The aryl-hydrocarbon receptor (AhR) is an important receptor found in immune cells. Itfunctions as a detector of environmental toxins, naturally occurring dietary products, andendogenous tryptophan derivatives for induction of gene transcription responses. Previousreports have implicated stimulation of AhR by various ligands in promoting T cellactivation or regulatory function, with effects on autoimmune disease models. Also, effectsof Ah toxins or natural products on increasing or suppressing inflammation and innatecytokine production, and dendritic cell function, have been reported. Different AhR-ligandscould help in the development of either regulatory or pro-inflammatory T cells andconsequently affect autoimmunity. In the present study, the effects of specific AhR-ligandson CD4 T cells, BMDC and CD8 T cells were investigated. Their effects were also testedfor the first time on the induction of autoimmune diabetes using two different mousemodels. Co-injection of the AhR-ligands curcumin, quercetin, or the ligand precursortryptophan with sub-diabetogenic multiple low dose streptozotocin (MLD-STZ), increasedthe incidence of hyper-glycemia in C57Bl/6J mice. Furthermore, these ligands were able tosignificantly increase the development of Th17 and Th1 subsets and suppress Treg cells, invivo and in vitro. In contrast, other ligands, including FICZ and I3C, decreased theincidence of diabetes in the MLD-STZ mouse model, in addition to their ability to increasethe development of Th17, Th1 and Treg subsets, in vivo and in vitro. We found thatinjecting gp130fl/flCD4-Cre+ mice, which are characterized by enhanced production of Tregand reduced Th17 cell development, with MLD-STZ failed to cause hyper-glycemia,suggesting that the IL-6-receptor pathway controlling the Th17/Treg cell balance isimportant for diabetes induced by MLD-STZ. The effect of tryptophan, curcumin orquercetin was also tested for the first time using the RIP-LCMV-GP / P14 TCR transgenicdiabetes model. We find that co-injection of these ligands together with immunisation withmature bone marrow-derived dendritic cells (BMDC) carrying self-antigen increased theincidence of diabetes in RIP-GP/P14 TCR transgenic mice. Also, these AhR-ligands wereable to significantly increase Tc17 and Tc1 cell subsets, in vitro and in vivo. Furthermore,these ligands were able to increase the secretion of both pro-inflammatory, antiinflammatorycytokines, and the expression of IDO by BMDC. FICZ and I3C, however,increased the expression of IDO and the anti-inflammatory cytokines TGF-β and IL-10. Animmuno-suppressive function of FICZ and I3C was confirmed by co-injection of theseAhR-ligands together with immunisation with mature BMDC carrying self-antigen, whichresulted in a decrease in the incidence of diabetes in RIP-GP/P14 TCR transgenic mice.Suppression of diabetes was associated with increased development of IL-10+ CD8+ T cells,in vitro, while having no significant effect on either Tc1 or Tc17 subsets. It is concludedfrom this study that, the AhR-ligands FICZ and I3C could be attractive compounds to beused as therapeutics for diabetes and other autoimmune diseases, due to their ability toincrease regulatory T cells (Treg and IL-10+ CD8+ ) subsets and enhance the secretion ofanti-inflammatory cytokines and IDO expression by BMDC. However, activation of theAhR pathway by other AhR-ligands is associated with increased Th1/Tc1 and Th17/Tc17responses, which could worsen autoimmunity.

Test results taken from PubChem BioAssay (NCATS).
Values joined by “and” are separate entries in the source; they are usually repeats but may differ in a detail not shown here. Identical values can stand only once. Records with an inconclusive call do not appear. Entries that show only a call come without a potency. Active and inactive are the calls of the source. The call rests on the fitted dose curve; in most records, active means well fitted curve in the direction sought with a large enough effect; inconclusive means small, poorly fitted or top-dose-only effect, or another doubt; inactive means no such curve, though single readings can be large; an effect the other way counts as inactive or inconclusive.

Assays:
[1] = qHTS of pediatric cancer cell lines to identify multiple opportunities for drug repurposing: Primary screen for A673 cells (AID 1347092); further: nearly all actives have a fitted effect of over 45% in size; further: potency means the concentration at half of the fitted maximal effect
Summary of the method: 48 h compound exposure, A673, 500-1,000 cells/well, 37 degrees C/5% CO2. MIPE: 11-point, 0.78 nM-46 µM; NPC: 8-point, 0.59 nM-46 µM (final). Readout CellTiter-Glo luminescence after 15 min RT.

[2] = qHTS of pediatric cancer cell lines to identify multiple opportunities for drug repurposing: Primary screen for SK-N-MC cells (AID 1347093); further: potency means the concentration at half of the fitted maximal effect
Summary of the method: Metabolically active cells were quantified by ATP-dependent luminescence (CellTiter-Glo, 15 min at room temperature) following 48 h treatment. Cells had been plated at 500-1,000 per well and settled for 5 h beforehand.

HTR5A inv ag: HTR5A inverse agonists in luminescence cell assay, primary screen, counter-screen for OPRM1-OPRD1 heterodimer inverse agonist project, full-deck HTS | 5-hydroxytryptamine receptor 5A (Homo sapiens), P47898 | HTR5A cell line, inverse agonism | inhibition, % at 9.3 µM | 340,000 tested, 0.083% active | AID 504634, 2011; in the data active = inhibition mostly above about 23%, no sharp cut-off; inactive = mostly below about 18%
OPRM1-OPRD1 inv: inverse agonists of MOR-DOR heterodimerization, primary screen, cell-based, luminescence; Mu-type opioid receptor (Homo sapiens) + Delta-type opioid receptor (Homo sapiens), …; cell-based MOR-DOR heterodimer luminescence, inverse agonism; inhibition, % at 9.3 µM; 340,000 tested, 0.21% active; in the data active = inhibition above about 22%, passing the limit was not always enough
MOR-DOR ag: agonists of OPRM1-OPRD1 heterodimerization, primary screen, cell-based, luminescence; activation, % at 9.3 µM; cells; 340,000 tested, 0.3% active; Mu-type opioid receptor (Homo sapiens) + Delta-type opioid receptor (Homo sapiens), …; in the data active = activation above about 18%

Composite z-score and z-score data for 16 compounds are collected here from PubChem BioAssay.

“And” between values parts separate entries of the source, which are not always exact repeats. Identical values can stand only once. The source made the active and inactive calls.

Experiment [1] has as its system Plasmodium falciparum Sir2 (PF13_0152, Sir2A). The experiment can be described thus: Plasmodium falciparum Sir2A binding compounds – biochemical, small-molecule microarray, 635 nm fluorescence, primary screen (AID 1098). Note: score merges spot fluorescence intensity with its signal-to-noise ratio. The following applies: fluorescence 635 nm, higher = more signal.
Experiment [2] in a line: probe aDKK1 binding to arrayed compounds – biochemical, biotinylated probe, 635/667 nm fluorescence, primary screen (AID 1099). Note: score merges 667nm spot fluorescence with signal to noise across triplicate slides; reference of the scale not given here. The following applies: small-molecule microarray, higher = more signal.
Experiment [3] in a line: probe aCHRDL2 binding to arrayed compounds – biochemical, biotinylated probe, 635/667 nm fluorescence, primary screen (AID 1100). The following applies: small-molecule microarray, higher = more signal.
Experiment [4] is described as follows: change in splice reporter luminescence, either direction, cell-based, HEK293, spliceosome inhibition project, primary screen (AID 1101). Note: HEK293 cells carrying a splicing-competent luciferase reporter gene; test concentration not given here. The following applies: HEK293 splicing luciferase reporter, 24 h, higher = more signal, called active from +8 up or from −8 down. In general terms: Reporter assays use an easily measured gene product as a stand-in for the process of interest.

|Date of Award
|1 Aug 2012
- The University of Manchester
|Douglas Millar (Supervisor) & Kathryn Else (Supervisor)